LED Stick Person Costume Lights Up The Night

Sometimes a simple idea can yield fantastic results. A few runs of LED strips fastened to a black hoody and sweatpants and just like that…a LED stick person costume for Halloween. The creator of the “Glowy Zoey” [Royce] originally put together some glow in the dark stick person suits to stand out when hitting the slopes at night. Now he’s taken that simple idea for a costume and made a small business out of it.


“I had a lot of extra parts laying around. I gathered everything up and got to work soldering.”  – Royce Hutain

The suits themselves consist of button snaps and ribbon loops sewn into a pattern that routes the LED strips around the jacket’s hood and down each arm. To make the lighting effect pop, an all black plastic mask is used to cover the wearer’s face. It wouldn’t be that much a stretch to substitute EL wire in place of the LED strips if one were so inclined. We’d wager a number of you could pull this off straight out of the junkbox.

The Glowy Zoey stick figure suits even received some mainstream television press a few years ago when they were featured on Jimmy Fallon’s Late Night show. Note that visiting the Glowy Zoey website may take you back a bit since it features one of those autoplay jingles that were so prevalent in the Web 1.0 days. In fact the same jingle is used in the video below from their YouTube channel:

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Help For High-Frequency Hobbyists

Dead-bug circuit building is not a pretty affair, but hey, function over form. We usually make them because we don’t have a copper circuit board available or the duty of making one at home is not worth the efforts and chemical stains.

[Robert Melville and Alaina G. Levine] bring to light a compromise for high-frequency prototypes which uses the typical FR4 blank circuit board, but no etching chemicals. The problem with high-frequency radio is that building a circuit on a breadboard will not work because there is too much added inductance and capacitance from the wiring that will wreak havoc on the whole circuit. The solution is not new, build your radio module on a circuit board by constructing “lands” over a conductive ground plane, where components can be isolated on the same unetched board.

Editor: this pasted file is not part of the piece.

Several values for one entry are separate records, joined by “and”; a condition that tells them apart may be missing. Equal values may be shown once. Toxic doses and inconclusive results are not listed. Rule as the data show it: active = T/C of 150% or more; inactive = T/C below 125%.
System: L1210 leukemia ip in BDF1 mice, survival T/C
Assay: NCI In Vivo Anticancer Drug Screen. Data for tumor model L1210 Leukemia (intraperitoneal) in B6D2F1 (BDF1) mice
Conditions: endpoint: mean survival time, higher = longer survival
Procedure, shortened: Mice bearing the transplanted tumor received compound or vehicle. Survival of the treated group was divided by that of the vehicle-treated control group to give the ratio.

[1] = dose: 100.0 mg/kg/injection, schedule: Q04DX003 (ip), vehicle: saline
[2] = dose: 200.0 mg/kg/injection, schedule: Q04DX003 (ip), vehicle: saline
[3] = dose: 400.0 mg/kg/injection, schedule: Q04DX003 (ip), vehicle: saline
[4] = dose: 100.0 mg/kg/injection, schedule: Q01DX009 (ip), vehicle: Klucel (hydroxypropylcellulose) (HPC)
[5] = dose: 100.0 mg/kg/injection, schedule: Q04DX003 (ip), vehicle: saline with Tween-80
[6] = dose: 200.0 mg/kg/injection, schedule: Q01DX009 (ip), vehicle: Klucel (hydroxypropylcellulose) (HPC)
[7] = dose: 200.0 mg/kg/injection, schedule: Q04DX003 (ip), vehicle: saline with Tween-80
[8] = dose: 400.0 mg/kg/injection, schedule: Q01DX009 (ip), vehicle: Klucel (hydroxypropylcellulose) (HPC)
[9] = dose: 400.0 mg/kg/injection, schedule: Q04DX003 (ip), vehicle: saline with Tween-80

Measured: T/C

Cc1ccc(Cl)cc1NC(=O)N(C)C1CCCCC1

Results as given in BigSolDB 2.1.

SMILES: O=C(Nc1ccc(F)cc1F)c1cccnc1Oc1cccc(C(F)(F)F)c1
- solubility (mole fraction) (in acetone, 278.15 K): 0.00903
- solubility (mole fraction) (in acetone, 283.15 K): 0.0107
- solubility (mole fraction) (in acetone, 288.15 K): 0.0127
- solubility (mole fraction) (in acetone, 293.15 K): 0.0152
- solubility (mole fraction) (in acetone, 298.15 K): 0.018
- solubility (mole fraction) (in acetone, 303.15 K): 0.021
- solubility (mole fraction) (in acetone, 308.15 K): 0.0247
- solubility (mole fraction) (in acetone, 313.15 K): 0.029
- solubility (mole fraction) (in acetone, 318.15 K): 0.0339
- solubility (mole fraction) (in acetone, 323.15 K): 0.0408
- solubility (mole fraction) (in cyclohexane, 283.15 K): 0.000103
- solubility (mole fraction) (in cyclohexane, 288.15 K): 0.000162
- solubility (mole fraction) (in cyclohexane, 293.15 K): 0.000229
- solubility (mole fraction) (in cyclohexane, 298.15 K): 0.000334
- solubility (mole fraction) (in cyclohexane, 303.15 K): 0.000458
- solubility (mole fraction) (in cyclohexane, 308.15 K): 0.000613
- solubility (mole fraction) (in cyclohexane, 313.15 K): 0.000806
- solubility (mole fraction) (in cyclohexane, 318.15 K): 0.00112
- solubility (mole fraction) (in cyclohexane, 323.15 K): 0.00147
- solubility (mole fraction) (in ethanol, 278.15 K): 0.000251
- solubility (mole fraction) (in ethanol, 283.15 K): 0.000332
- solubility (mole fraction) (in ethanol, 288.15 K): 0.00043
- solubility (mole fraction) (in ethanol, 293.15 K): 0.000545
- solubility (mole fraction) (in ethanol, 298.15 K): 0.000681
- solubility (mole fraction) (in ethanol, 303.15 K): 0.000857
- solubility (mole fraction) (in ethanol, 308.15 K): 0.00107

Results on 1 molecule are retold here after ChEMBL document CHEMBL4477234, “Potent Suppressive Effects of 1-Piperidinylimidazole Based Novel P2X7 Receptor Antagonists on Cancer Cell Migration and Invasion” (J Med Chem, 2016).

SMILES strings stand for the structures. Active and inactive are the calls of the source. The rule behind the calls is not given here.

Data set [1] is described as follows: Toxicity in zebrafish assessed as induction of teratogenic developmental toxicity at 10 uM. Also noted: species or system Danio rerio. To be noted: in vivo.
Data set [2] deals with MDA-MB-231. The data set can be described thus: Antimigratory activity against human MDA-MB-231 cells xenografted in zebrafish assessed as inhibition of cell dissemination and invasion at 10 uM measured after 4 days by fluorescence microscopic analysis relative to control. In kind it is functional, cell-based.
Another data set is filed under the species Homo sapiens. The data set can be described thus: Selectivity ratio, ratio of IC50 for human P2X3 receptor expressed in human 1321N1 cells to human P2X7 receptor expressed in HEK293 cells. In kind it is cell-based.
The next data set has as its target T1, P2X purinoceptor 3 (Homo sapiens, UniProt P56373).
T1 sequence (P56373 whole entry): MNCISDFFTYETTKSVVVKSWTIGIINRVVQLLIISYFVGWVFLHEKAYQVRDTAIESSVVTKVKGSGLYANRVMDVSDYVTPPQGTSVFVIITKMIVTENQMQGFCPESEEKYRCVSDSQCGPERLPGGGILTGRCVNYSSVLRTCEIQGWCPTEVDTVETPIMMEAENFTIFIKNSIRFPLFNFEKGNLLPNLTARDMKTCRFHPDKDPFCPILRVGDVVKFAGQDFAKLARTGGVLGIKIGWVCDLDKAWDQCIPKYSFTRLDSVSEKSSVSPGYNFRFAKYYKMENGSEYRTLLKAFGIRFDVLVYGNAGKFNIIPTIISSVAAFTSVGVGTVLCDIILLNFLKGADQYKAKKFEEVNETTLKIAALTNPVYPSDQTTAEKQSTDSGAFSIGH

All right, sometimes dead-bug circuits capture an aesthetic all their own, especially when they look like this and they do allow for a darned small package for one-off designs.

Power Steering Pump Repurposed For Great Speed

Electric bikes are getting a lot of attention lately. Pretty much anyone can buy a kit online and get a perfectly street legal ride with plenty of range. But if you don’t want to take the kit route, and you’d rather take a tack that will get you noticed more around these parts, take some notes from [Jule553648]’s recent build that definitely isn’t using any parts from a kit.

The motor from the build is an electric power steering pump from a junkyard car. This gets mounted on a one-off rear bike rack and drives the rear tire with help from some gears from a pocket bike gearbox from eBay. A lot of the parts in this build were designed and built using CAD and a machine shop, and the parts for the battery and the power controller were sourced via China to save on cost.

The whole build has a homemade vibe that we find irresistible. The bike can go 35 km/h on level ground without breaking a sweat and has about 40 km of range which is nothing to scoff at. It might even be street legal depending on the wattage of the motor and whether or not you live in Europe (where throttles are generally not allowed on electric bikes). If you’re lacking a machine shop, though, we featured a very well-built kit ebike a while back that you could use as a model to get your feet wet.

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No-Etch Circuit Board Printing

If you’ve ever tried to build a printed circuit board from home, you know how much of a pain it can be. There are buckets of acid to lug around, lots of waiting and frustration, and often times the quality of the circuits that can be made traditionally with a home setup isn’t that great in the end. Luckily, [Rich] has come up with a way that eliminates multiple prints and the acid needed for etching.